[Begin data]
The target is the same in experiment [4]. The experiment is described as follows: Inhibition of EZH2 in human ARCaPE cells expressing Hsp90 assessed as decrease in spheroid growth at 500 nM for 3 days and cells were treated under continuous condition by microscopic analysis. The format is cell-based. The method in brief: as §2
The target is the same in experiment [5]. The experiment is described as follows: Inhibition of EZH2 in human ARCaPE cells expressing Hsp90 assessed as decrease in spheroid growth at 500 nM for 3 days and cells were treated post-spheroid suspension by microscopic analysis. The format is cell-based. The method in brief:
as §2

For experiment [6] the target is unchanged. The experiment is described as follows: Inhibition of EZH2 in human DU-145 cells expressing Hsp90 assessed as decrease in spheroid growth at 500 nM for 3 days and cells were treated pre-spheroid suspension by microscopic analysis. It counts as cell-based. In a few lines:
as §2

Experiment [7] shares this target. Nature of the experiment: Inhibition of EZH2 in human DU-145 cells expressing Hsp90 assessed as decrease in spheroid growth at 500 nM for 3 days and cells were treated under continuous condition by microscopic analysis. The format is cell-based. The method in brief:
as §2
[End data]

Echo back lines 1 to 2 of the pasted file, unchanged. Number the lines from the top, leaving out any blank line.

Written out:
The target is the same in experiment [4]. The experiment is described as follows: Inhibition of EZH2 in human ARCaPE cells expressing Hsp90 assessed as decrease in spheroid growth at 500 nM for 3 days and cells were treated under continuous condition by microscopic analysis. The format is cell-based. The method in brief: as §2
The target is the same in experiment [5]. The experiment is described as follows: Inhibition of EZH2 in human ARCaPE cells expressing Hsp90 assessed as decrease in spheroid growth at 500 nM for 3 days and cells were treated post-spheroid suspension by microscopic analysis. The format is cell-based. The method in brief: